After tasting Timmi's, I ordered a Kriekbier (cherry beer) to accompany my meal. A wise choice, as the cherry emphasized the flavors of each plate.

Next in the line up came a heirloom apple salad. Quite possibly in my top five salads of all time. Thinly sliced apples accompanied by pomegranate and pistachios tossed lightly with some sort of tasty greens and a spicy vinaigrette. I don't know how they did it, but there was the perfect amount of dressing. It was also drizzled with some type of warmed, creamy cheese.

During this course the rest of the gang munched on fresh made pork rinds, which I was told were crunchy, salty and tasty.

Up next were our two entrees--a roasted dover sole and grilled farmhouse chicken.

The sole was topped with perfectly seasoned and cooked cauliflower. The fish itself was light, but filling -- again done "just right." The chicken adorned a bed of frites, its juices soaking into the crisp potatoes. (Summer sausage typically balances out the plate as well, but my friends and the kitchen staff were accomodating to my dietary restrictions and it came out separately.) Grilled until just black, the slightly spicy marinated chicken danced on tastebuds (and not the chicken dance).

After the feeding frenzy ended and we began to digest, three desserts magically appeared. A belgian waffle topped with butter, powdered sugar and cherry preserves; a shortbread brownie with a scoop of chocolate ice cream; and brandied date bread pudding with maple sugar ice cream. Normally I am a chocolate gal, but the bread pudding was divinity in a ramekin.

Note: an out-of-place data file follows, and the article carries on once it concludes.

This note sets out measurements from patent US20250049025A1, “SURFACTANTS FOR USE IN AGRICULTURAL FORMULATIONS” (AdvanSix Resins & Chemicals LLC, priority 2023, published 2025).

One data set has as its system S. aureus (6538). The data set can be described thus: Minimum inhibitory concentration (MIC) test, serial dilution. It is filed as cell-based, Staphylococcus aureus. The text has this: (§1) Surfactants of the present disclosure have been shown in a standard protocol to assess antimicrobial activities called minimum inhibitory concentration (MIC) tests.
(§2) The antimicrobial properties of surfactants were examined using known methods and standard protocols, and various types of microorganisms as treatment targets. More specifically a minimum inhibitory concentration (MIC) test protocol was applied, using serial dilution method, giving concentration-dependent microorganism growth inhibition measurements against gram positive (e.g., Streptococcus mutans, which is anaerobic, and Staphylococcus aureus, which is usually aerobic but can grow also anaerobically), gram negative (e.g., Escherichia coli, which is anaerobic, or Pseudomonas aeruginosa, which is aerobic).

By this time we were sufficiently bursting and Ryan's friends, Max and Porter, showed up to meet us, so we hopped a cab and headed to Danny's Tavern (which also apparently lacks a web presence -- what's up Chicago?) on Dickens (which caused many a giggle) in Wicker Park. Danny's was a GREAT bar. Reasonably priced drinks (I chose the "bang for your buck" route with Unibroue's Chambly Noire), low-key vibe and fantastic music. It definitely got crowded later when the hipster dance party started to the funk and soul. General vibe reminded me of the Riverhorse, which reminded me that I need to go out in Riverwest more. We danced for a bit, Ryan's friends left, Monica's gentleman friend arrived, and we headed out to the last stop on our list.

The California Clipper in Humboldt Park proved to be hipster central, although most of what occured there is very fuzzy. I know Sheila and Timmi left at this point, I know I had a grasshopper, and I know there was some sort of lounge band. I also know that while very groovy, this place could not hold a candle to Bryant's.

Ryan and I made it back to Sheila's in a cab and I promptly passed out on the couch. I managed to wake up by 9 AM and catch a cab to the train station without waking up the sleeping masses (although I think Sheila was up and in the shower). I also must say each time I'm out in Chicago though, I appreciate not reeking of smoke the next day.

I'm so glad I went down there and my Chicago friends were able to show me their town. Hopefully they will make it up to Milwaukee one day so I can show them our hip hangouts.

1 comment:

  1. Speaking of a night out on the town, you have got to visit Chicago Dine-Around your next visit to Chicago! Chicago Dine-Around provides a Progressive Dining Tour of Chicago’s finest restaurants. Guests are chauffeured around the city to enjoy Hors D'oeuvres served at the first restaurant, the Main Course at a second restaurant, and Dessert at a third restaurant. This Progressive Dining Tour offers a unique, fun and exciting way to experience Chicago dining at its finest restaurants, interact with others, and see the city. Chicago Dine-Around brings the culinary spirit of Chicago dining to life. Visit for more information on this unique things to do in Chicago.